As a child you were probably taught to tell how far away lightening was. When there is a flash, you count with a particular rhythm until you hear the thunder and that is how many miles the lightening is away from you. Parents are not going to stop teaching this because it is something for a nervous child to do in a thunder storm and it convinces them that they are usually a safe distance from danger. But it only works for distant events.
Events that are close by are synchronized by the brain and consciously we collapse the vision and hearing clues both for time and space to make a single event. We are not conscious of a difference in the timing or of any slight difference in the placing of the event. A particular region of the brain does this aligning – “the superior colliculus, a midbrain region that functions imperatively for integrating auditory and visual signals for attending to and localizing audiovisual stimuli”. But if the difference is too large between the vision and hearing, the collapse into a single event does not happen.
However, we know that, even though it is not consciously experienced, the information about small differences in sound arrival can be used by blind humans to echo-locate by making continuous little clicking noises. Could it be that the discrepancy between sound and sight could be used in other ways? A recent paper (Jaekl P, Seidlitz J, Harris LR, Tadin D (2015) Audiovisual Delay as a Novel Cue to Visual Distance. PLoS ONE 10(10): e0141125. doi:10.1371/journal.pone.0141125) studies the effect of sound delays on the perception of distance. Like the lightening calculation, but it is done unconsciously.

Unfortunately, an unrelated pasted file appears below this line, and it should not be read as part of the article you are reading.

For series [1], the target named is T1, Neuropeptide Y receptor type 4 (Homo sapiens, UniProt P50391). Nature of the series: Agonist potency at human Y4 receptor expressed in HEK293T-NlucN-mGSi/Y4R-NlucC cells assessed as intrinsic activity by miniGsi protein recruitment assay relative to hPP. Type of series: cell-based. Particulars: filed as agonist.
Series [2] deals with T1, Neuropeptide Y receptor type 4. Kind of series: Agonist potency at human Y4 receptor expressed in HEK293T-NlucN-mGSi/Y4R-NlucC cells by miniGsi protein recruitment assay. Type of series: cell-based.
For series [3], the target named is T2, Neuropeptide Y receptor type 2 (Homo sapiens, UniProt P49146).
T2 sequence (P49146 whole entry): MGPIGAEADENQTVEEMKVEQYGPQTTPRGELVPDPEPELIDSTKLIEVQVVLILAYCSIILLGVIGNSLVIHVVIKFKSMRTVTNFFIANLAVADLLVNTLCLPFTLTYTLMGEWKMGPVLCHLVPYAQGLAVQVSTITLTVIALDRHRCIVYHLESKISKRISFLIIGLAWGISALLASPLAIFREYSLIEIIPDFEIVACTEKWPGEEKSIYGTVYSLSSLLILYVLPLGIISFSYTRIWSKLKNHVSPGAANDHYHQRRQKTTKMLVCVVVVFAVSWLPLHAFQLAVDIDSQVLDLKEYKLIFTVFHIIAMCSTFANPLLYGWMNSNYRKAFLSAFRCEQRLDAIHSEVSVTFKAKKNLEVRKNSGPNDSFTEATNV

Here is the abstract:
“For audiovisual sensory events, sound arrives with a delay relative to light that increases with event distance. It is unknown, however, whether humans can use these ubiquitous sound delays as an information source for distance computation. Here, we tested the hypothesis that audiovisual delays can both bias and improve human perceptual distance discrimination, such that visual stimuli paired with auditory delays are perceived as more distant and are thereby an ordinal distance cue. In two experiments, participants judged the relative distance of two repetitively displayed three-dimensional dot clusters, both presented with sounds of varying delays. In the first experiment, dot clusters presented with a sound delay were judged to be more distant than dot clusters paired with equivalent sound leads. In the second experiment, we confirmed that the presence of a sound delay was sufficient to cause stimuli to appear as more distant. Additionally, we found that ecologically congruent pairing of more distant events with a sound delay resulted in an increase in the precision of distance judgments. A control experiment determined that the sound delay duration influencing these distance judgments was not detectable, thereby eliminating decision-level influence. In sum, we present evidence that audiovisual delays can be an ordinal cue to visual distance.”